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With voice parts for piano the stems usually go on opposite directions, when they're on the same staff. But I have a book where a half note and an eighth note are one semitone apart but together like a chord. Does this mean that they share the stem? Shouldn't their stems go in opposite directions?

  • 3
    If you can put in a scan or picture it will help a lot to answer the question. – Todd Wilcox Feb 29 '16 at 22:51
  • I'm looking for the option to upload pictures but i don't see any on this website. – Johnny H. Feb 29 '16 at 23:09
  • Click "Edit" under your question and then click the little box that has a tiny mountain and sun in it above the text box with your question in it. – Todd Wilcox Feb 29 '16 at 23:14
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I believe the situation you're referring to should look something like this:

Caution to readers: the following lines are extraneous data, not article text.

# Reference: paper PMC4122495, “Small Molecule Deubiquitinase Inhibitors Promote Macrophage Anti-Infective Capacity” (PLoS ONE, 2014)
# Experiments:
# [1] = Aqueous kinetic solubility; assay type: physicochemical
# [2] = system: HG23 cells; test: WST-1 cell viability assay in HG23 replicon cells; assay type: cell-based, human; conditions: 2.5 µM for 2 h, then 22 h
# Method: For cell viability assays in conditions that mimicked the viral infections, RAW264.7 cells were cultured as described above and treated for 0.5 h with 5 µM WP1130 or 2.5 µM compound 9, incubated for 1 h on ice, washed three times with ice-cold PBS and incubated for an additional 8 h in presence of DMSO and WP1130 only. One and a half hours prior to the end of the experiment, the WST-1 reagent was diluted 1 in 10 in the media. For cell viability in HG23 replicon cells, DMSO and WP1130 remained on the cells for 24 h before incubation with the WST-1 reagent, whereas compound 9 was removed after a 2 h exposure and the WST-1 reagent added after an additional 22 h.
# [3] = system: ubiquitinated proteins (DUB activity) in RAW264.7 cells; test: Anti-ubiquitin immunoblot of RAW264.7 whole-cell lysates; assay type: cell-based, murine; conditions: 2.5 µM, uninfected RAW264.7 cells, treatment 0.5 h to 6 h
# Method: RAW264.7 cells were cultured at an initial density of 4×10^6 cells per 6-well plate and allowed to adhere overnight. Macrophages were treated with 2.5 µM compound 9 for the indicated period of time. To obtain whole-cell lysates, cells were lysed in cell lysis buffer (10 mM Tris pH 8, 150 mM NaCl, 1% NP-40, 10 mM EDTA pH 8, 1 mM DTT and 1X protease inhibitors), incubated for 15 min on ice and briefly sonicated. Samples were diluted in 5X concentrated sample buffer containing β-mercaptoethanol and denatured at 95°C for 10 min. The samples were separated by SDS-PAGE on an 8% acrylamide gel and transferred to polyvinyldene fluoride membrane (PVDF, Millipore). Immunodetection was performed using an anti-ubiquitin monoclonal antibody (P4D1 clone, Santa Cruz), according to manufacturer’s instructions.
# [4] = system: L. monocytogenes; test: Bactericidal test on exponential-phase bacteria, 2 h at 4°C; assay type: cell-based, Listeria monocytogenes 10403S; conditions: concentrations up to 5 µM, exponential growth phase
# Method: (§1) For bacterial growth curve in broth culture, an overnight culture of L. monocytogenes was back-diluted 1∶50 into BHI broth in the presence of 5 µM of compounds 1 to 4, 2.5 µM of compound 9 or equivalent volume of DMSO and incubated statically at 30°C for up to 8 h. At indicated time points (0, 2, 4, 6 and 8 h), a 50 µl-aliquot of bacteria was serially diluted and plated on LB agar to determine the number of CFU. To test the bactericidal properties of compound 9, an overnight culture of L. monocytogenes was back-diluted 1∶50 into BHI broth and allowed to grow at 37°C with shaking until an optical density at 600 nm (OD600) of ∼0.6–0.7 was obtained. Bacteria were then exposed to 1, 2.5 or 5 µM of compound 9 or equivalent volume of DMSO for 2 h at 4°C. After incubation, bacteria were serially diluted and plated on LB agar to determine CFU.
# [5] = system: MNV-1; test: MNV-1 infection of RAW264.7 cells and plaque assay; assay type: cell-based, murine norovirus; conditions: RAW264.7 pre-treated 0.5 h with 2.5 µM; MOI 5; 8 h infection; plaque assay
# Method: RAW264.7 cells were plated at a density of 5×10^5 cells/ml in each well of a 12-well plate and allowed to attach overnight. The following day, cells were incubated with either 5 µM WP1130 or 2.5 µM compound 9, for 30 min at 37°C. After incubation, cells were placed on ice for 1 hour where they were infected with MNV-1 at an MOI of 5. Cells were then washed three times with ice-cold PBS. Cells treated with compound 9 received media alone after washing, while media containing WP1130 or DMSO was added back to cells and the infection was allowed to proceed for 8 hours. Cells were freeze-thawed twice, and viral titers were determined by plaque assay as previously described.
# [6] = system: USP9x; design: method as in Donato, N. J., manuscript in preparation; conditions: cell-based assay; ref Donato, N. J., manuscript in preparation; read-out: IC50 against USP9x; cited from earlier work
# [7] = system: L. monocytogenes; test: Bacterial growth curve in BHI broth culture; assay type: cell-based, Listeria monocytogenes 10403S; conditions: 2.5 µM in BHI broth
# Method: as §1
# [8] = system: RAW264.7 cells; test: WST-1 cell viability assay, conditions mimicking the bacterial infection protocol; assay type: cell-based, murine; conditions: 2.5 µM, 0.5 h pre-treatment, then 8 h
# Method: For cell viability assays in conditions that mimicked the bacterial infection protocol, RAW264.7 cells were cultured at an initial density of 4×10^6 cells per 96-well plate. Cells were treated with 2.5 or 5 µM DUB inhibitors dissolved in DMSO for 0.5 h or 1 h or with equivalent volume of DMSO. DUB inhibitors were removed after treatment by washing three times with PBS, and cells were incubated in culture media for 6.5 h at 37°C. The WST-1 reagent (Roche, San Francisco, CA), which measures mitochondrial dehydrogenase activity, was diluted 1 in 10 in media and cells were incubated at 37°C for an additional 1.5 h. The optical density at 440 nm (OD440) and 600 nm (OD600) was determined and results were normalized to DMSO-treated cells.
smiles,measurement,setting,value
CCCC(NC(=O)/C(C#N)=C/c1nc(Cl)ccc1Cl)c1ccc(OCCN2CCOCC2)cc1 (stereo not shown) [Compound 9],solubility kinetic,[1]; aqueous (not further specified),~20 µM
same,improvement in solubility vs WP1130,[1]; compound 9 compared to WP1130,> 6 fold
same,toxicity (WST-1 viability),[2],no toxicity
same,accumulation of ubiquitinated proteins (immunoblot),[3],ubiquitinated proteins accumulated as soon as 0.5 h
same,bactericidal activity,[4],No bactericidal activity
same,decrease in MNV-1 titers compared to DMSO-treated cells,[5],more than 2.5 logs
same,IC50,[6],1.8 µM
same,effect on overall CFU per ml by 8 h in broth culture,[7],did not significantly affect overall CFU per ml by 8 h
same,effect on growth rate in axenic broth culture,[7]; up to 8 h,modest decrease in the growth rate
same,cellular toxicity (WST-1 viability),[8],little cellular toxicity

image

Note that their positions should be reversed if the 8th is the lower note, and also probably the 8th would be joined via a beam to other 8ths (as in the example at the bottom of this answer).

This is a good explanation from retmusic.com, emphasis mine:

When writing the interval of a second, the stem should be placed between the note heads. The higher pitch is always placed to the right, regardless of stem direction (this results in one of the note heads being “displaced”). [...] When the interval of a second is written with opposite stems, as with multiple voices sharing the same staff, the stems are aligned vertically — in the case of a second, this means that the higher note is placed on the left.

image from http://micrologus.retmusic.com/wp-content/uploads/21st_post_seconds.png

The second bar in the referenced image corresponds to the bolded text. If your example looks like the first bar, then the two notes do not represent separate voices! (Or the editor made a mistake.)

You even draw both stems when both voices share the same pitch:

image from https://musescore.org/sites/musescore.org/files/ideally.png

  • My question looks like figure 1 but the half note doesn't have a stem, so it could be an editor's error. – Johnny H. Mar 1 '16 at 15:53
  • @user26931Could it be a whole note? – Matthew Read Mar 1 '16 at 18:13
  • I don't think so because they're 2 of them in the same measure, 4/4 time signature. – Johnny H. Mar 1 '16 at 18:35

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